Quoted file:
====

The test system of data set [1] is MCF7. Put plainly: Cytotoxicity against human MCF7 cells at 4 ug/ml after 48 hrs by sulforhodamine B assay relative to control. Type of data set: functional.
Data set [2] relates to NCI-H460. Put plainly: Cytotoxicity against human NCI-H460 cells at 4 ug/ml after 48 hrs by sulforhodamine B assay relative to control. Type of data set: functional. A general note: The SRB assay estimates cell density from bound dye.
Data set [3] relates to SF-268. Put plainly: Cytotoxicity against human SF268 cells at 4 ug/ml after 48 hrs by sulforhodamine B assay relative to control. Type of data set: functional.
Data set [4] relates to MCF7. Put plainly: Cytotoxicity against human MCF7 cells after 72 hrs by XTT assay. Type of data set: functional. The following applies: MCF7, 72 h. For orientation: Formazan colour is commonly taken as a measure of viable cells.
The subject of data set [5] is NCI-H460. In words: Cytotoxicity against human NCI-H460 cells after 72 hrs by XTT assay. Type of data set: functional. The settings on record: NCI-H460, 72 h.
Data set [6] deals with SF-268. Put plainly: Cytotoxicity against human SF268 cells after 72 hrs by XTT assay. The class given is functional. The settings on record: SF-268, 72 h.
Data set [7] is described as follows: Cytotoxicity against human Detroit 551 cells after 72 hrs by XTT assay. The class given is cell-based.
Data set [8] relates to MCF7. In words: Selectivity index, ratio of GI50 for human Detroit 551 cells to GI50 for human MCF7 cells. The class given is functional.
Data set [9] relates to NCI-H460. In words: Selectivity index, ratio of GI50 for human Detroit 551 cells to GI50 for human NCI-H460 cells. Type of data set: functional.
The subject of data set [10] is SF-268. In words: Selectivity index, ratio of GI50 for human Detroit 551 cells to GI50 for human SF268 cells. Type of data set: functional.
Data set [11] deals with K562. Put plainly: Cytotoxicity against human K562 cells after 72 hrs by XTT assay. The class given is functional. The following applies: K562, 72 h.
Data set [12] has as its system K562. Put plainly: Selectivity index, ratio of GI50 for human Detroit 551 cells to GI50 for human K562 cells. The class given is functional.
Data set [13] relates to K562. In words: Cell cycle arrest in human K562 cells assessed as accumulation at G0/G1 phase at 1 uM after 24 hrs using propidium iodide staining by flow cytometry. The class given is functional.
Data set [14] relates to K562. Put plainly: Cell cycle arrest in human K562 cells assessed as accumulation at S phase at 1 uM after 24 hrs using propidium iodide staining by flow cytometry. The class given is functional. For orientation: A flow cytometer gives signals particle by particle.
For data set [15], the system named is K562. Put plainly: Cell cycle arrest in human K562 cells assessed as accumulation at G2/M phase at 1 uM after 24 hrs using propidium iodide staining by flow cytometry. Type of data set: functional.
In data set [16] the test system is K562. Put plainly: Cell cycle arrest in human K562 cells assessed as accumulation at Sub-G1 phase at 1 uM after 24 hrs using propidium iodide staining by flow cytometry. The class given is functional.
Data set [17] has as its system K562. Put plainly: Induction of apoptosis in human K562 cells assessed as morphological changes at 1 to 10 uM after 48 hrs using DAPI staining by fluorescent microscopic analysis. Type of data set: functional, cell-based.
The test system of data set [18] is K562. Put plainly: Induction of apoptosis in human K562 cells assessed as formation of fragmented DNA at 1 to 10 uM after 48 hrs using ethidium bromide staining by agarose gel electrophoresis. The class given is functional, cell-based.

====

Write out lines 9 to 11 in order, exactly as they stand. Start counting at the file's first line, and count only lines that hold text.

Data set [9] relates to NCI-H460. In words: Selectivity index, ratio of GI50 for human Detroit 551 cells to GI50 for human NCI-H460 cells. Type of data set: functional.
The subject of data set [10] is SF-268. In words: Selectivity index, ratio of GI50 for human Detroit 551 cells to GI50 for human SF268 cells. Type of data set: functional.
Data set [11] deals with K562. Put plainly: Cytotoxicity against human K562 cells after 72 hrs by XTT assay. The class given is functional. The following applies: K562, 72 h.